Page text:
Later items are often reusable for other things. Asking, “What can I use this for now?” breathes new life into items otherwise thrown or sold. One example is the lowly tuna can. I found several used tuna cans I was saving for “someday.” Tuna cans with the lid pulled back make excellent candle holders. Having found a few lone candles laying around, I made a few impromptu candle fixtures (something useful during a blackout) from a few tuna cans. I threw the rest away.

The key is the word “Now.” If you cannot salvage something now, then dispose of it. If you think, “I can think of ten uses for this…someday, so I guess I’ll hold onto it a little longer,” then you will never throw anything away. Once you get started making excuses, it’s possible to rationalize a reason to keep everything. Avoid this trap. Keep only what you need and dispose of the rest. I only kept a few tuna cans and candles, which, based upon my habits, is all I need.

Thinking of unorthodox ways to recycle stuff can save money, but excess creativity for “someday” leads to clutter. Maintain a balance.

–[Selling Impersonal Junk – Psst. Wanna Buy A Watch?]

This is much easier than disposing of personal items. Mainly because these are things that become outdated and replaced by something else, unlike personal items, which cannot be replaced.

Electronics, the VCR in an age of Blu-ray players, VHS movies, unwatched DVDs, the pool table nobody uses, the book shelf you never liked in the first place, the vase from Greece that you are afraid to place in the living room because somebody might bump it over and break it — these are salable items because other people value them. They hold little emotional value, so you can part with them easily.

Auctions, garage sales, classified ads, and word of mouth are a few means of selling your unneeded items.

Of course, you will not know exactly how much your treasure is worth until after you sell it. The market value will often surprise you. A book you thought was worth only 25 cents might fetch $50 or more due to its printing and condition.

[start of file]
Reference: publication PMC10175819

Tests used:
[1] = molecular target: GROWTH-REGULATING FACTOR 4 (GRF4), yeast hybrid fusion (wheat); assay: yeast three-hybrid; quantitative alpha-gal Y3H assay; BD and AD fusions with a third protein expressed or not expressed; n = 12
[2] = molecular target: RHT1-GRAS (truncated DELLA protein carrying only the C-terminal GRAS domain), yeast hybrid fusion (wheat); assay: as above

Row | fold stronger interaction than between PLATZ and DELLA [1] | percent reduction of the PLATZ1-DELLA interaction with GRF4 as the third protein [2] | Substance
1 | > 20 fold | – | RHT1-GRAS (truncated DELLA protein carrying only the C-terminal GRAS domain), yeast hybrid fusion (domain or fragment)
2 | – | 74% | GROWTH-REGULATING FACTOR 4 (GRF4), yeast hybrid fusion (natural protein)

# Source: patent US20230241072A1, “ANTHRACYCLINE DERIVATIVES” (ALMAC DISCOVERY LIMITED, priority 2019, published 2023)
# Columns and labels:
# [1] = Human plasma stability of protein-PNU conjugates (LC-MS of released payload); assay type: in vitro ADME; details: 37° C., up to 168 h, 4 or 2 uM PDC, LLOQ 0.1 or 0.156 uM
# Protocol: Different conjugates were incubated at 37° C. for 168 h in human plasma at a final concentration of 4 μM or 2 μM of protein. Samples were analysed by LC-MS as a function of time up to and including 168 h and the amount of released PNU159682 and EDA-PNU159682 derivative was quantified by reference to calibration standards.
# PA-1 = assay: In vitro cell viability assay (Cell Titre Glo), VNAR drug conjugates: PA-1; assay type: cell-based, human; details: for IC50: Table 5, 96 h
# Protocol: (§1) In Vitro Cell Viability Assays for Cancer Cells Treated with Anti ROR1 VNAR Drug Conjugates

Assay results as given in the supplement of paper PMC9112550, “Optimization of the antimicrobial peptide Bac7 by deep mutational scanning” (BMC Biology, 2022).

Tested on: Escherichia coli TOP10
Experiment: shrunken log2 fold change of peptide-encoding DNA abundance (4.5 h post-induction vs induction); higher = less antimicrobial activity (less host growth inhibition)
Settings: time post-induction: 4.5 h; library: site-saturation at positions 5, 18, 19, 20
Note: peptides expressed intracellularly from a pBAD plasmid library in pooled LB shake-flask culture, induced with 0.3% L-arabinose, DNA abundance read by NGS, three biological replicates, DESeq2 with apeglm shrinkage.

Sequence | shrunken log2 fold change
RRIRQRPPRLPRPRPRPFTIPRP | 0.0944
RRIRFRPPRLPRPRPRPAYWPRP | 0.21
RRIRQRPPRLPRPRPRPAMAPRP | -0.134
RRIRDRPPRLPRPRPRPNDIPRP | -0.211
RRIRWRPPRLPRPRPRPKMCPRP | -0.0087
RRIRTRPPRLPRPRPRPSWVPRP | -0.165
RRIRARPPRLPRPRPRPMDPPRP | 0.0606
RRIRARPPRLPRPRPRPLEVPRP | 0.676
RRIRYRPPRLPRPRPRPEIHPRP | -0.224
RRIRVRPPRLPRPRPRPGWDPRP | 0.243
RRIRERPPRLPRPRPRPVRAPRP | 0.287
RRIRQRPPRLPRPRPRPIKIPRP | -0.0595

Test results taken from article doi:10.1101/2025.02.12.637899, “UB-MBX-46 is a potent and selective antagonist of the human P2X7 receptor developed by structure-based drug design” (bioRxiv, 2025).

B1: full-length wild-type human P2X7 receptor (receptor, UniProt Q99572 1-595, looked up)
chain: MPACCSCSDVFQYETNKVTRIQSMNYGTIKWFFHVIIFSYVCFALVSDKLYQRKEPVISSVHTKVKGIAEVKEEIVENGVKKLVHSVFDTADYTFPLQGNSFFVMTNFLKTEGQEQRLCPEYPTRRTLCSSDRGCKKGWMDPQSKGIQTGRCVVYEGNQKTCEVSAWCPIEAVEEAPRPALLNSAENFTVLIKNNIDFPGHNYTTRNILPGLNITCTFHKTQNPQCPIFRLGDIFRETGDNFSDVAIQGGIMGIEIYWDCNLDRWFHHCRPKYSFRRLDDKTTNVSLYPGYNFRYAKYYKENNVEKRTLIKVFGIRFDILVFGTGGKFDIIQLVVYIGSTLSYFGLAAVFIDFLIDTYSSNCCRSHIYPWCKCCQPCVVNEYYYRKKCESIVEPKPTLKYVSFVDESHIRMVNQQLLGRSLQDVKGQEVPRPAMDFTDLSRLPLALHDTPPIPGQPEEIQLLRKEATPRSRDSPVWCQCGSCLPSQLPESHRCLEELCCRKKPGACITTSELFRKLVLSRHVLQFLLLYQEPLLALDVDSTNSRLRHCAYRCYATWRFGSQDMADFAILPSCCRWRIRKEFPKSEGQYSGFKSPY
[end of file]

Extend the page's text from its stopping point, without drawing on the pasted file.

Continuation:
Other times, you may find yourself disappointed that the doodad you originally purchased brand new for $50 is only worth $8 today. This led to the discovery of a truth that no advertisement or high-powered salesman dares mention: The price you sell will be far less than the price you paid.

Nonetheless, selling things adds up. If you are tempted to think, “Why bother selling this? It’s only worth five dollars,” then look at it as five dollars on the shelf. Would you leave the stinky federal reserve note where it is or would you tuck it away in with the rest of the cash?

Sell insignificant items first and work your way up to the more valuable items you are reluctant to part with. This helps you get a feel for the marketplace and its selling system to avoid loosing money on truly valuable items. Also, once you develop the habit of parting with your lesser-valued stuff, it becomes easier to part with your higher-valued items.

—-[Sell Now]

If you decide to sell, sell quickly. Sell now. Non-survival-related items, such as a marble chess set, will be worth more money when times are good than during a crisis when people are scared and hungry. People care nothing about a marble chess set, a DVD player, or a plastic potted plant for the living room when they are worried where their next meal will come from or when flood waters force them to evacuate their homes, for example. Besides, even if you do manage to sell items like this during an emergency, chances are you will receive far less than you would during good times.

—-[Selling Furniture]

In short: Be patient.

Furniture is the hardest item to sell because people buy furniture based on their personal tastes, and everyone has different tastes. The couch that looks good in my living room with my color scheme might repulse somebody else.

So, if you decide to sell your furniture, be patient. The right buyer will eventually appear, but it might take several months or even years. If you need to dispose of your furniture quickly, you would be better off giving it away to charity.

Because of its disposal difficulty, I now think twice before buying any furniture.

–[Personal Items – I Would Never Sell My Wedding Dress!]

Some items hold immense personal value, so they are nearly impossible to part with for two reasons: 1) Refusal to part with them, and 2) Nobody else wants them.

One example is a wedding dress. Even though she might be 220 pounds obese and never wear it again, almost every married female relative I have encountered still has her wedding dress tucked away somewhere, and not a one would dream of parting with it under any circumstance.

We all have items like this and they warrant careful thought. I found many personal items that I was reluctant to dispose of but were were also impossible to sell. After all, who wants a trophy containing somebody else’s name on the plate? Unless you are a famous legend, your personal artifacts are junk to the rest of the world.

When it comes to items like this, keep your most cherished possessions just to ease your mind, but consider giving the rest to relatives in order to keep the items in the family. An example is a dining room table over 100 years old. It was ugly, too large, cumbersome, creaky, smelly, and matched nothing. It was in the way. However, it was a family heirloom, so instead of throwing it away or turning it into firewood, it was given to relatives who were delighted to have it.

–[Avoid Going Overboard]